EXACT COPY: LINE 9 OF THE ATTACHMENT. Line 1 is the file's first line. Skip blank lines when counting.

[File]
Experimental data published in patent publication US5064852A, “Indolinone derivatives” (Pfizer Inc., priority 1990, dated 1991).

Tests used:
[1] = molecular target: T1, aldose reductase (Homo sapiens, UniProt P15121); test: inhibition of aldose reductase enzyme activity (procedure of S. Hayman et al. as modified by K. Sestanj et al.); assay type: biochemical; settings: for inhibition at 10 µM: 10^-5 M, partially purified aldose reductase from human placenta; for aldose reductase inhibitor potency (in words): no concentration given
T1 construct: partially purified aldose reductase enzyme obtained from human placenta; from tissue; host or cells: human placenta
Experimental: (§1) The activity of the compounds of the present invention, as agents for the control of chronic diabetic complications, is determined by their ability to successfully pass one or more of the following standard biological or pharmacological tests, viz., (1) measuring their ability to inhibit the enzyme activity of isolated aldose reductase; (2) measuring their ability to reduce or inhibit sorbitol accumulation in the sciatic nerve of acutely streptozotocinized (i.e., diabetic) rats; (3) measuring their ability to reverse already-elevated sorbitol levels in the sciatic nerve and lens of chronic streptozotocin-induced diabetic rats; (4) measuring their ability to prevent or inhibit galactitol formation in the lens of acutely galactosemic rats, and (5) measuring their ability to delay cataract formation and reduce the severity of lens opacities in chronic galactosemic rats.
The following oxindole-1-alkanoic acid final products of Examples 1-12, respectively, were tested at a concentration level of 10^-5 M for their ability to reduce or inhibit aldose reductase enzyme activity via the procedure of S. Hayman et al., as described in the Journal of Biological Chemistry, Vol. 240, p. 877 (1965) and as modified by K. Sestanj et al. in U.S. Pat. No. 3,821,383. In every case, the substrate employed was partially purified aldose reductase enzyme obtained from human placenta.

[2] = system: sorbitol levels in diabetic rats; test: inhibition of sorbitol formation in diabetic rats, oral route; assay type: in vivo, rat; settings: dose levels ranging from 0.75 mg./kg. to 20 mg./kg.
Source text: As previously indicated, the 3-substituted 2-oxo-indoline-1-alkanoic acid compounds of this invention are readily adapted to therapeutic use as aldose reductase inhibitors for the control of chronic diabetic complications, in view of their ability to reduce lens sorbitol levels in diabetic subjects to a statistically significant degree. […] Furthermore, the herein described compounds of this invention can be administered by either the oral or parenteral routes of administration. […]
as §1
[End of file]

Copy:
as §1